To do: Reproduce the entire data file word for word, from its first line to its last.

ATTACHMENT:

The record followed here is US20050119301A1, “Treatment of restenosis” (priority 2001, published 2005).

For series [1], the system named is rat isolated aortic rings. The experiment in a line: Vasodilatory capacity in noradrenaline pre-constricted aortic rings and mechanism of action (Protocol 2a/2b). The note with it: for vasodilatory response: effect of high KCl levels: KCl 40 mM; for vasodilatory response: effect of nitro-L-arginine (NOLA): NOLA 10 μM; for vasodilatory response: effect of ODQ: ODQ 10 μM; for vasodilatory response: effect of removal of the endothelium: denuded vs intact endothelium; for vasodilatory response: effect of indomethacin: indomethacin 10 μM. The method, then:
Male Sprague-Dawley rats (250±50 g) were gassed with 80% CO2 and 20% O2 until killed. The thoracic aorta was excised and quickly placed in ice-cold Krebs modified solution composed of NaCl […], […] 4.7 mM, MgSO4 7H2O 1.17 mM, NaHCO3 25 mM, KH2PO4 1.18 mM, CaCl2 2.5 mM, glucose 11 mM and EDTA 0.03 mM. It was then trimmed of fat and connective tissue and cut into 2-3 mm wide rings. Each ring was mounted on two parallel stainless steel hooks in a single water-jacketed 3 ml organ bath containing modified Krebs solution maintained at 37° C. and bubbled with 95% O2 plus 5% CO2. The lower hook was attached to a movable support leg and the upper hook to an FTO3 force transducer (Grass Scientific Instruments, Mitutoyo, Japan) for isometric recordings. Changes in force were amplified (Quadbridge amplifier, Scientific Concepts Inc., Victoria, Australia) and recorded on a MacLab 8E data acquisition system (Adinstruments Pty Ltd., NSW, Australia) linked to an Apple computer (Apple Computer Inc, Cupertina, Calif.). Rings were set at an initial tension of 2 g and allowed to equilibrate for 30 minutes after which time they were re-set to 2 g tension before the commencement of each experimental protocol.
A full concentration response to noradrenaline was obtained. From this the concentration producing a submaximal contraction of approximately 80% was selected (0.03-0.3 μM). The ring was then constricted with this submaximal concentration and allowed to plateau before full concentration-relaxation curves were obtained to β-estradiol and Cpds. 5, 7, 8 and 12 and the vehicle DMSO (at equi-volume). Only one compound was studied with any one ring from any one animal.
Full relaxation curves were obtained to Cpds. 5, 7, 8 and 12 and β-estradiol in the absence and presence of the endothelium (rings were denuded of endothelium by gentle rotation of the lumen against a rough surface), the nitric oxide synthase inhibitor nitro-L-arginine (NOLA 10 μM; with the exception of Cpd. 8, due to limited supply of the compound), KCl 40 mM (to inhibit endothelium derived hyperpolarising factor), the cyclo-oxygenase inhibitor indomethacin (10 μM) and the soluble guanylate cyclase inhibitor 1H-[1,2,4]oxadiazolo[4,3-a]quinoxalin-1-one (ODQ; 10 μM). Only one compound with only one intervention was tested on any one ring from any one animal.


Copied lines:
The record followed here is US20050119301A1, “Treatment of restenosis” (priority 2001, published 2005).

For series [1], the system named is rat isolated aortic rings. The experiment in a line: Vasodilatory capacity in noradrenaline pre-constricted aortic rings and mechanism of action (Protocol 2a/2b). The note with it: for vasodilatory response: effect of high KCl levels: KCl 40 mM; for vasodilatory response: effect of nitro-L-arginine (NOLA): NOLA 10 μM; for vasodilatory response: effect of ODQ: ODQ 10 μM; for vasodilatory response: effect of removal of the endothelium: denuded vs intact endothelium; for vasodilatory response: effect of indomethacin: indomethacin 10 μM. The method, then:
Male Sprague-Dawley rats (250±50 g) were gassed with 80% CO2 and 20% O2 until killed. The thoracic aorta was excised and quickly placed in ice-cold Krebs modified solution composed of NaCl […], […] 4.7 mM, MgSO4 7H2O 1.17 mM, NaHCO3 25 mM, KH2PO4 1.18 mM, CaCl2 2.5 mM, glucose 11 mM and EDTA 0.03 mM. It was then trimmed of fat and connective tissue and cut into 2-3 mm wide rings. Each ring was mounted on two parallel stainless steel hooks in a single water-jacketed 3 ml organ bath containing modified Krebs solution maintained at 37° C. and bubbled with 95% O2 plus 5% CO2. The lower hook was attached to a movable support leg and the upper hook to an FTO3 force transducer (Grass Scientific Instruments, Mitutoyo, Japan) for isometric recordings. Changes in force were amplified (Quadbridge amplifier, Scientific Concepts Inc., Victoria, Australia) and recorded on a MacLab 8E data acquisition system (Adinstruments Pty Ltd., NSW, Australia) linked to an Apple computer (Apple Computer Inc, Cupertina, Calif.). Rings were set at an initial tension of 2 g and allowed to equilibrate for 30 minutes after which time they were re-set to 2 g tension before the commencement of each experimental protocol.
A full concentration response to noradrenaline was obtained. From this the concentration producing a submaximal contraction of approximately 80% was selected (0.03-0.3 μM). The ring was then constricted with this submaximal concentration and allowed to plateau before full concentration-relaxation curves were obtained to β-estradiol and Cpds. 5, 7, 8 and 12 and the vehicle DMSO (at equi-volume). Only one compound was studied with any one ring from any one animal.
Full relaxation curves were obtained to Cpds. 5, 7, 8 and 12 and β-estradiol in the absence and presence of the endothelium (rings were denuded of endothelium by gentle rotation of the lumen against a rough surface), the nitric oxide synthase inhibitor nitro-L-arginine (NOLA 10 μM; with the exception of Cpd. 8, due to limited supply of the compound), KCl 40 mM (to inhibit endothelium derived hyperpolarising factor), the cyclo-oxygenase inhibitor indomethacin (10 μM) and the soluble guanylate cyclase inhibitor 1H-[1,2,4]oxadiazolo[4,3-a]quinoxalin-1-one (ODQ; 10 μM). Only one compound with only one intervention was tested on any one ring from any one animal.